Archive for February 2011

Writing out of the Darkness

February 25, 2011

Her name is Zowee and she sits in front of my studio silently guarding its door. She is a black panther, and a very handsome one. Alert, yet calm, she can scare you quite a bit. Not to worry though — she is not going to harm anyone. She is a large statue, a new mascot for my studio. I first saw her as one of the items in a silent art auction. The auction was part of a terrific “Evening of Music, Dinner, and Giving” — a benefit for the Owl & Panther Project. I enjoyed the entire evening, but my mind was occupied by that black panther. The minute I saw her, I wanted to have her and was very determined to win the bid. And so I did.


I am so glad to have Zowee, because I am an enthusiast and supporter of the Owl & Panther Project. Zowee’s presence reminds me and connects me emotionally to that project and to its gentle philosophy. There is also another reason I am happy to have her. Lately I have longed for an inspiration for my creative writing. Zowee fits that need perfectly; after all she is the creature that helped quite a few to guide themselves out of the darkness.

What does a panther have to do with writing? There is a Cherokee creation story that ties strongly to the Owl & Panther Project and to its philosophy.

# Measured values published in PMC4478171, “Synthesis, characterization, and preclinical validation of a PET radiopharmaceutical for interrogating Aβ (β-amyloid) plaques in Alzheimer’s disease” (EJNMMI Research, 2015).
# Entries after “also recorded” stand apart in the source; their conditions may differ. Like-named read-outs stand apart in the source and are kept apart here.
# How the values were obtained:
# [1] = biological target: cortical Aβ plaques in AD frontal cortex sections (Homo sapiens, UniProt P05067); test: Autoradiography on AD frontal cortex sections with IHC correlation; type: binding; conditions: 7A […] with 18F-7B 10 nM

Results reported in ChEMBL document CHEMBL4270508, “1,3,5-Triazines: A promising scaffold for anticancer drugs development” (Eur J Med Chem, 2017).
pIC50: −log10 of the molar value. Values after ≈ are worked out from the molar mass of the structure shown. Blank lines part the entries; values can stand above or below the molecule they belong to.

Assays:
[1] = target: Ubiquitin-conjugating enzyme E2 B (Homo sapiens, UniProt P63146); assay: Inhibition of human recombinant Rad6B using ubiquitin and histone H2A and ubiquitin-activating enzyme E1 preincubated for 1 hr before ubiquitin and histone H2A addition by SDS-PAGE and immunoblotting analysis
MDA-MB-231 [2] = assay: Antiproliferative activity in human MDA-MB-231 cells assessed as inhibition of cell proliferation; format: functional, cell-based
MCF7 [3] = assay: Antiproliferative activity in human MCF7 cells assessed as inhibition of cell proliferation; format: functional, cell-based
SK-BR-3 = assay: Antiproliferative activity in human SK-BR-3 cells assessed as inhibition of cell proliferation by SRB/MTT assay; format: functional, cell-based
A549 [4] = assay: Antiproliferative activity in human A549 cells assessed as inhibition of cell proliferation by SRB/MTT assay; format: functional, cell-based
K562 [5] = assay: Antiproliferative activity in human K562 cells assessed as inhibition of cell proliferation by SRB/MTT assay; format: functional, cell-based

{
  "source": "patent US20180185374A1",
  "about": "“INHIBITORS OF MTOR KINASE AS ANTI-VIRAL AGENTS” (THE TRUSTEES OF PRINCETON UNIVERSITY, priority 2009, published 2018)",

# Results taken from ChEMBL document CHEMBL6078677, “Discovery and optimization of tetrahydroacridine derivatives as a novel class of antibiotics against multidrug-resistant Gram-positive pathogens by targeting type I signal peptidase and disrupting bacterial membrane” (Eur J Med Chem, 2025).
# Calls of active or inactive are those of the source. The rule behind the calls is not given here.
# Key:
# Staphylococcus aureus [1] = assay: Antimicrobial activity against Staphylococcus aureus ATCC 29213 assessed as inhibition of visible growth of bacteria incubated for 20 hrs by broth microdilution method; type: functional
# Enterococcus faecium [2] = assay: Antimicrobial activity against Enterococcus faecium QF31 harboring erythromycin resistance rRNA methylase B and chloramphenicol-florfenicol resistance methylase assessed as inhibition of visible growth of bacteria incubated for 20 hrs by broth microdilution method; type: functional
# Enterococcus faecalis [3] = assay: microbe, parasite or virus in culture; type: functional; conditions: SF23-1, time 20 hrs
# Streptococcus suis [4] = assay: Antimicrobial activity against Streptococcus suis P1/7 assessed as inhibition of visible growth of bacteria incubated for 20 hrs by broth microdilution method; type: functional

Below is the beginning of the story.

When the world was new, the Creator gathered all plants and animals. “Stay alert and stay awake for seven days and seven nights.”

“I am sure we will be rewarded if we do not sleep!” said Zebra. “We can do this,” Cat agreed.

The second night found some of the plants and animals drooping. “This is harder than I thought,” exclaimed Penguin.

The next night almost all of them (animals and plants) fell asleep. When the seventh night ended, it was just the owl, the panther, and a few plants who were still awake. “I will reward you two animals with the super power to see in the dark,” said Creator.

That is why the owl and panther can guide all kinds of creatures (including humans, of course) through the darkest times.

Logo for the Owl & Panther Project